In the latest round of judicial volleyball pertaining to President Trump’s March 6 executive order, “Protecting the Nation From Foreign Terrorists’ Entry Into the United States,” the Supreme Court has asked the State of Hawaii to respond by noon on July 18 to the Trump Justice Department’s appeal of Hawaii District Court Judge Derrick Watson’s July 13 ruling on the ban. That ruling substituted Watson’s own interpretation of the Supreme Court’s June 26 ruling that allowed the travel ban to go into effect for the Trump administration’s interpretation of it.
The Supreme Court’s June 26 ruling exempted only one category of foreigners from the travel ban: those “with a credible claim of a bona fide relationship with a person or entity in the United States.” The Trump administration interpreted that exemption as applying only to immediate family members such as a parent, spouse, fiancé, son, daughter, son-in-law, daughter-in-law, or sibling. However, in his July 13 ruling, Watson decided to expand the exemption considerably, to include grandparents, grandchildren, brothers-in-law, sisters-in-law, aunts, uncles, nieces, nephews, and cousins of people already in this country.
In his ruling, Watson touted the superiority of his own definition above that of the Trump administration, asserting: “The Government’s definition represents the antithesis of common sense. Common sense, for instance, dictates that close family members be defined to include grandparents. Indeed, grandparents are the epitome of close family members. The Government's definition excludes them. That simply cannot be.” (Emphasis in original.)
The day after Watson’s ruling, the Justice Department — headed by Attorney General Jeff Sessions — issued at statement condemning it and then appealed his decision to the Supreme Court.
The statement issued by Sessions said:
Once again, we are faced with a situation in which a single federal district court has undertaken by a nationwide injunction to micromanage decisions of the co-equal Executive Branch related to our national security. By this decision, the district court has improperly substituted its policy preferences for that of the Executive Branch, defying both the lawful prerogatives of the Executive Branch and the directive of the Supreme Court.
The district court has issued decisions that are entrusted to the Executive Branch, undermined national security, delayed necessary action, created confusion, and violated a proper respect for separation of powers. The Supreme Court has had to correct this lower court once, and we will now reluctantly return directly to the Supreme Court to again vindicate the rule of law and the Executive Branch’s duty to protect the nation.
In its appeal to the High Court, the Justice Department argued that Watson's interpretation “empties the Court’s decision of meaning,” because it includes “not just ‘close’ family members, but virtually all family members.”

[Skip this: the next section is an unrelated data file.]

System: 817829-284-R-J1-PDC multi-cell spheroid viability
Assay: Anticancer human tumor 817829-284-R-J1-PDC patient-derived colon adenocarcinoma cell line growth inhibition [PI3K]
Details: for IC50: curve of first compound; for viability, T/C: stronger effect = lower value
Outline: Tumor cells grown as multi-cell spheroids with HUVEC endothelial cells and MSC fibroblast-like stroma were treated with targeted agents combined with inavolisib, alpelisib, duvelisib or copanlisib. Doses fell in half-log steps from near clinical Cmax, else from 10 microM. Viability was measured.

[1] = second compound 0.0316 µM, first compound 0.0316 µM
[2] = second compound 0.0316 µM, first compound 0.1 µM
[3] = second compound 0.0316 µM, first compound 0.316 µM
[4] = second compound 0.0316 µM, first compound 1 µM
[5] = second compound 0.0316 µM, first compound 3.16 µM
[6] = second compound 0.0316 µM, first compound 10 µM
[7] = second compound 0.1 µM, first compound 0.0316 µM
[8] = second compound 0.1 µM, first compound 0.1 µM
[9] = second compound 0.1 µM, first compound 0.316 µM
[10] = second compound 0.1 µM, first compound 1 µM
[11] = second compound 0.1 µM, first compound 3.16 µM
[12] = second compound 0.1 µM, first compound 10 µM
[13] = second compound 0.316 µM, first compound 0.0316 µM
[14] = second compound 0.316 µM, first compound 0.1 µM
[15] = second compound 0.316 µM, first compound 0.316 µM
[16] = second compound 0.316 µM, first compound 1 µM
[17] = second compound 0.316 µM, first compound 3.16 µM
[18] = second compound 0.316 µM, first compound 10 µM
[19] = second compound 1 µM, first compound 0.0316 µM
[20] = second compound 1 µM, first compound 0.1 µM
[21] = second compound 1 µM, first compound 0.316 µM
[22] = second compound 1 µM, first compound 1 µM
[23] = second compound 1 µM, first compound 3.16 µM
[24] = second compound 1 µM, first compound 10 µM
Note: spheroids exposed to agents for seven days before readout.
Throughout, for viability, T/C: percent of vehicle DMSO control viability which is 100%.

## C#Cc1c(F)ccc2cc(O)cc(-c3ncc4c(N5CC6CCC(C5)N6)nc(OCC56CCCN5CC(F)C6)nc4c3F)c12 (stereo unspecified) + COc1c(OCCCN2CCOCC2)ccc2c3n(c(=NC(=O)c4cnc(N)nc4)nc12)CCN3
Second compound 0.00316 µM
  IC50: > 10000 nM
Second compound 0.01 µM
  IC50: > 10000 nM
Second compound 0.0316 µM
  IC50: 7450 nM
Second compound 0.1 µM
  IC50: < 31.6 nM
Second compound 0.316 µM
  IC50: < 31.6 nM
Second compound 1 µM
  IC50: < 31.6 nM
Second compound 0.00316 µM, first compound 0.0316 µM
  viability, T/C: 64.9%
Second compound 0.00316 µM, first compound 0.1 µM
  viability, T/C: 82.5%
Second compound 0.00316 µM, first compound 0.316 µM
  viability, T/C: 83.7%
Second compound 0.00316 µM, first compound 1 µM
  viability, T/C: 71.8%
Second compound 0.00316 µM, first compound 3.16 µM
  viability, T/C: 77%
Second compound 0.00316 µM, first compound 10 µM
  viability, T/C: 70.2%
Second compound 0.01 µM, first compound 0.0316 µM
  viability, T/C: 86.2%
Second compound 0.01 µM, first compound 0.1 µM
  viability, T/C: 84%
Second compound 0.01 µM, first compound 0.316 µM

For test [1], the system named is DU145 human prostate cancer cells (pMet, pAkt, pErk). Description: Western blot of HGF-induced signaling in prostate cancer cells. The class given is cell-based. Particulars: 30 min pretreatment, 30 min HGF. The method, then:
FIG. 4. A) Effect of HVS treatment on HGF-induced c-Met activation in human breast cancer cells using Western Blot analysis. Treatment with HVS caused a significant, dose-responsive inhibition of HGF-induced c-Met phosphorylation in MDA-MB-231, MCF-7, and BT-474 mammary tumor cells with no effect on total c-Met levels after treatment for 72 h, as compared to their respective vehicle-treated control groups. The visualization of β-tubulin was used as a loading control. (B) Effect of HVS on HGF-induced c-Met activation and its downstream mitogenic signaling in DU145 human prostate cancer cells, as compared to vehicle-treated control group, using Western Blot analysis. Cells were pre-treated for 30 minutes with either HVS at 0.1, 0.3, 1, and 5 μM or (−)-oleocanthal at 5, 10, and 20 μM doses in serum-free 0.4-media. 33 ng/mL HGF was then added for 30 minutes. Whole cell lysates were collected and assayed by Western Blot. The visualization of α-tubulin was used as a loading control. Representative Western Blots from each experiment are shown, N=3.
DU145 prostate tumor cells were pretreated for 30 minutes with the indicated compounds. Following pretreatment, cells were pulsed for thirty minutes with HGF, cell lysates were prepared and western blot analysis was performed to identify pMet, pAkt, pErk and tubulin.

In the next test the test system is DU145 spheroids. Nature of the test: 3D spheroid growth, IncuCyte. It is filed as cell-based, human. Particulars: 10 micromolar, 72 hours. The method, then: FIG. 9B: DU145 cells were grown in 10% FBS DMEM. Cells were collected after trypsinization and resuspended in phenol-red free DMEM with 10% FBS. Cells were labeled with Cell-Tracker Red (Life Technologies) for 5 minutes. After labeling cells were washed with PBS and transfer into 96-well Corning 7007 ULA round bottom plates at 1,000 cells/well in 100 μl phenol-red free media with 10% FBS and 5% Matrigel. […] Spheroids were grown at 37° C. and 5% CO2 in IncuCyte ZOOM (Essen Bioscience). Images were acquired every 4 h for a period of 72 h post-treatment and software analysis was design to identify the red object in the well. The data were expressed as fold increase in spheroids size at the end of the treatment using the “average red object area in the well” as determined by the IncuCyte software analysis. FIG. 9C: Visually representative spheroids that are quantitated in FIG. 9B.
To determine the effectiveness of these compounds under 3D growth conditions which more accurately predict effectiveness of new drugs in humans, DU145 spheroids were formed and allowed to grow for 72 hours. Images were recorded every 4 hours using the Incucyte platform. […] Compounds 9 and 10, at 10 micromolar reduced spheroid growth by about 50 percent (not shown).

“Treating all of these relationships as ‘close familial relationship[s]’ reads the term ‘close’ out of the Court’s decision,” noted the appeal.
Watson’s July 13 ruling was his second aimed at the travel ban contained in Trump’s March 6 executive order. Last March, just hours before an amended version of the ban was scheduled to take effect, Watson granted a temporary restraining order enjoining the Trump administration executive branch from enforcing or implementing two key sections of the executive order across the nation.
The March 6 order that Watson stopped had dropped some language that had been included in the original January 27 travel ban order — language that made exceptions for persecuted religious minorities, including Christians. This well-intentioned item was misconstrued by critics (including a Seattle judge who ruled against it on February 3) as being “anti-Muslim,” so it was removed from the second order.
Despite this change, both Watson and U.S. District Judge Theodore Chuang in Maryland (who were both appointed by former president Obama) made numerous references to Trump’s alleged anti-Muslim bias in their respective decisions to block the order.
After the administration appealed these judges’ decisions to the Supreme Court, the High Court granted most of the administration’s emergency request to put the travel ban into place. Watson, however, did not give up and tried to eviscerate the Supreme Court’s decision with his own interpretation of it.
The Supreme Court has agreed to hear oral arguments in the fall over whether the travel ban violates the U.S. Constitution.
Photo of Supreme Court: Clipart.com